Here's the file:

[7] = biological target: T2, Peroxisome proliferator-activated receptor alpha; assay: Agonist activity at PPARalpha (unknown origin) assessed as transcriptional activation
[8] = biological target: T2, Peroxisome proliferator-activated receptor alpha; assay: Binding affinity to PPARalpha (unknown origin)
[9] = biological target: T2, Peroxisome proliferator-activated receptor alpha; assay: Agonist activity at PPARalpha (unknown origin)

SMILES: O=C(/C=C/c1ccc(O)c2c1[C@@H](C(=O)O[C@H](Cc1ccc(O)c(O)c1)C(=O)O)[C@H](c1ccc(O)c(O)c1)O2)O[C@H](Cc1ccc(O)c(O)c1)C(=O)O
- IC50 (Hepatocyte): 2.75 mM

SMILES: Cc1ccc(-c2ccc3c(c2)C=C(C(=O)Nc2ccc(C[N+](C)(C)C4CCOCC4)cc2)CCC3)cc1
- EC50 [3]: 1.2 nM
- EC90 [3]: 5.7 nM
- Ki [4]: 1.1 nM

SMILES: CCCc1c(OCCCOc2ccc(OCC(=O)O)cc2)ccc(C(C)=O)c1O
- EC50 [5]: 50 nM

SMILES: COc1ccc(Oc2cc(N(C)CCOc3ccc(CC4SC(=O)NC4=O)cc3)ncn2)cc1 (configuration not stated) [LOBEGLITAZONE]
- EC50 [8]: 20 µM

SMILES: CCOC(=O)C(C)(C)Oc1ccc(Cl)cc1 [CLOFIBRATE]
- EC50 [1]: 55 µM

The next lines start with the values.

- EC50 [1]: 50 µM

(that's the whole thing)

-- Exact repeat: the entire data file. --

[7] = biological target: T2, Peroxisome proliferator-activated receptor alpha; assay: Agonist activity at PPARalpha (unknown origin) assessed as transcriptional activation
[8] = biological target: T2, Peroxisome proliferator-activated receptor alpha; assay: Binding affinity to PPARalpha (unknown origin)
[9] = biological target: T2, Peroxisome proliferator-activated receptor alpha; assay: Agonist activity at PPARalpha (unknown origin)

SMILES: O=C(/C=C/c1ccc(O)c2c1[C@@H](C(=O)O[C@H](Cc1ccc(O)c(O)c1)C(=O)O)[C@H](c1ccc(O)c(O)c1)O2)O[C@H](Cc1ccc(O)c(O)c1)C(=O)O
- IC50 (Hepatocyte): 2.75 mM

SMILES: Cc1ccc(-c2ccc3c(c2)C=C(C(=O)Nc2ccc(C[N+](C)(C)C4CCOCC4)cc2)CCC3)cc1
- EC50 [3]: 1.2 nM
- EC90 [3]: 5.7 nM
- Ki [4]: 1.1 nM

SMILES: CCCc1c(OCCCOc2ccc(OCC(=O)O)cc2)ccc(C(C)=O)c1O
- EC50 [5]: 50 nM

SMILES: COc1ccc(Oc2cc(N(C)CCOc3ccc(CC4SC(=O)NC4=O)cc3)ncn2)cc1 (configuration not stated) [LOBEGLITAZONE]
- EC50 [8]: 20 µM

SMILES: CCOC(=O)C(C)(C)Oc1ccc(Cl)cc1 [CLOFIBRATE]
- EC50 [1]: 55 µM

The next lines start with the values.

- EC50 [1]: 50 µM